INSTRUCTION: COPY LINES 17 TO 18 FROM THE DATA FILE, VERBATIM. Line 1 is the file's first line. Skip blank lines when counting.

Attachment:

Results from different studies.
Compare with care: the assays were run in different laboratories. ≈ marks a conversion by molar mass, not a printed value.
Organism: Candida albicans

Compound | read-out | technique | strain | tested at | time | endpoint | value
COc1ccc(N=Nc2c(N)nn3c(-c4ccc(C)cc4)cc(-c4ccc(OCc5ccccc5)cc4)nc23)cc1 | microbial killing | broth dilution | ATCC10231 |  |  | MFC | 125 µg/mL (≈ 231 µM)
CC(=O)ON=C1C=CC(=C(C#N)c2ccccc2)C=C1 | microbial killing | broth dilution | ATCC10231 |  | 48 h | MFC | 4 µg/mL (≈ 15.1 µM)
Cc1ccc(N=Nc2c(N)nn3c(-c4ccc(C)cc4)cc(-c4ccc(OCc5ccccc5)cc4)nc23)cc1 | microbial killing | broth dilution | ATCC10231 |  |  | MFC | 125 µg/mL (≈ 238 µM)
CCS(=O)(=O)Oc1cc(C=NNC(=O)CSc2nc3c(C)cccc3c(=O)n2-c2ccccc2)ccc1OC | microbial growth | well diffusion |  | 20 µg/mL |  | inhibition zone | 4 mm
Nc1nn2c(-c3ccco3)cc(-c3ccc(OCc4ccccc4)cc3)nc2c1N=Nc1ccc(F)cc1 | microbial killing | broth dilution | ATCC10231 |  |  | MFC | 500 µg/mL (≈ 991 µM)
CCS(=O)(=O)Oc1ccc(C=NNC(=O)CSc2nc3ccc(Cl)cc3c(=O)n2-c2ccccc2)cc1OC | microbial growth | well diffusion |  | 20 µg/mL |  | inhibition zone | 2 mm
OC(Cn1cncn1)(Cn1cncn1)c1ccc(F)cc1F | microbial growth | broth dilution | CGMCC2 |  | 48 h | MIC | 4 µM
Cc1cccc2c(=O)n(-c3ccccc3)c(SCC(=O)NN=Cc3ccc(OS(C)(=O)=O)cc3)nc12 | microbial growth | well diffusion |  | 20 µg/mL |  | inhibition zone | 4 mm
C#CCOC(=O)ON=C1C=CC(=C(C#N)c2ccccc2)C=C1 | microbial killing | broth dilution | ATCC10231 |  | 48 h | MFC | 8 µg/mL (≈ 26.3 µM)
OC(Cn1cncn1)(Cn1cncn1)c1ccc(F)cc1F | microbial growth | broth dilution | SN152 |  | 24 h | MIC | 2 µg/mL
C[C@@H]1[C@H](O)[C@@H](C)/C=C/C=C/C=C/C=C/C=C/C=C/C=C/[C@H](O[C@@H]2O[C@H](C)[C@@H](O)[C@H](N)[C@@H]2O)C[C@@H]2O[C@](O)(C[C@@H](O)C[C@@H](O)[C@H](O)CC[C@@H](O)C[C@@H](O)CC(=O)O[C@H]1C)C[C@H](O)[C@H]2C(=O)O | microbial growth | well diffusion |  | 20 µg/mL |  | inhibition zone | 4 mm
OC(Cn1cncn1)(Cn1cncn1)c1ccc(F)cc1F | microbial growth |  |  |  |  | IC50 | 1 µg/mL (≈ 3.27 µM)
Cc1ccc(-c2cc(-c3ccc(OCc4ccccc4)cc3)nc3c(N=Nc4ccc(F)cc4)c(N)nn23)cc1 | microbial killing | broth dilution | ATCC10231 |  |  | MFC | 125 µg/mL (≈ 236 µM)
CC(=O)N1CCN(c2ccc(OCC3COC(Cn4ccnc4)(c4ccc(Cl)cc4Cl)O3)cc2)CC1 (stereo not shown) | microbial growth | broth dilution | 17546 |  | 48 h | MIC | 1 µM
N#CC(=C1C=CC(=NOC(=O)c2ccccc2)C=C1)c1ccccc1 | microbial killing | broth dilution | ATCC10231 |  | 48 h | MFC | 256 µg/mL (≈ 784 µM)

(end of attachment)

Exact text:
Cc1ccc(-c2cc(-c3ccc(OCc4ccccc4)cc3)nc3c(N=Nc4ccc(F)cc4)c(N)nn23)cc1 | microbial killing | broth dilution | ATCC10231 |  |  | MFC | 125 µg/mL (≈ 236 µM)
CC(=O)N1CCN(c2ccc(OCC3COC(Cn4ccnc4)(c4ccc(Cl)cc4Cl)O3)cc2)CC1 (stereo not shown) | microbial growth | broth dilution | 17546 |  | 48 h | MIC | 1 µM